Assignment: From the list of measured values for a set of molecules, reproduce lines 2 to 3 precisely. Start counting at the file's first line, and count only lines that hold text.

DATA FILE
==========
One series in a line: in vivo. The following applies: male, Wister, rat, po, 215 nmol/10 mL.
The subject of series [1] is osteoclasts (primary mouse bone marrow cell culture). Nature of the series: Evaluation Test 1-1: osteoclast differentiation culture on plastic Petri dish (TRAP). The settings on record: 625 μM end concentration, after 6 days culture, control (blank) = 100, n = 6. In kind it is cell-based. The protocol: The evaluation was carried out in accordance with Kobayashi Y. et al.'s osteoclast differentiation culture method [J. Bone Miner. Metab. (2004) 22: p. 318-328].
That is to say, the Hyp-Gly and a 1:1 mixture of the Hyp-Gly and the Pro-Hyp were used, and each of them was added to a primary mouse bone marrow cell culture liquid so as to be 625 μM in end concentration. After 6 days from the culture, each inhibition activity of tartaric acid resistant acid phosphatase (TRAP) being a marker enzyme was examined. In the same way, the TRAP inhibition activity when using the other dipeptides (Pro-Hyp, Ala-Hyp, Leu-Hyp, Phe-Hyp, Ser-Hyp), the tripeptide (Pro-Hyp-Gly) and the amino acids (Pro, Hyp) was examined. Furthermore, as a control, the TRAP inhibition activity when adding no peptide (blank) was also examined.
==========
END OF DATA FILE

The subject of series [1] is osteoclasts (primary mouse bone marrow cell culture). Nature of the series: Evaluation Test 1-1: osteoclast differentiation culture on plastic Petri dish (TRAP). The settings on record: 625 μM end concentration, after 6 days culture, control (blank) = 100, n = 6. In kind it is cell-based. The protocol: The evaluation was carried out in accordance with Kobayashi Y. et al.'s osteoclast differentiation culture method [J. Bone Miner. Metab. (2004) 22: p. 318-328].
That is to say, the Hyp-Gly and a 1:1 mixture of the Hyp-Gly and the Pro-Hyp were used, and each of them was added to a primary mouse bone marrow cell culture liquid so as to be 625 μM in end concentration. After 6 days from the culture, each inhibition activity of tartaric acid resistant acid phosphatase (TRAP) being a marker enzyme was examined. In the same way, the TRAP inhibition activity when using the other dipeptides (Pro-Hyp, Ala-Hyp, Leu-Hyp, Phe-Hyp, Ser-Hyp), the tripeptide (Pro-Hyp-Gly) and the amino acids (Pro, Hyp) was examined. Furthermore, as a control, the TRAP inhibition activity when adding no peptide (blank) was also examined.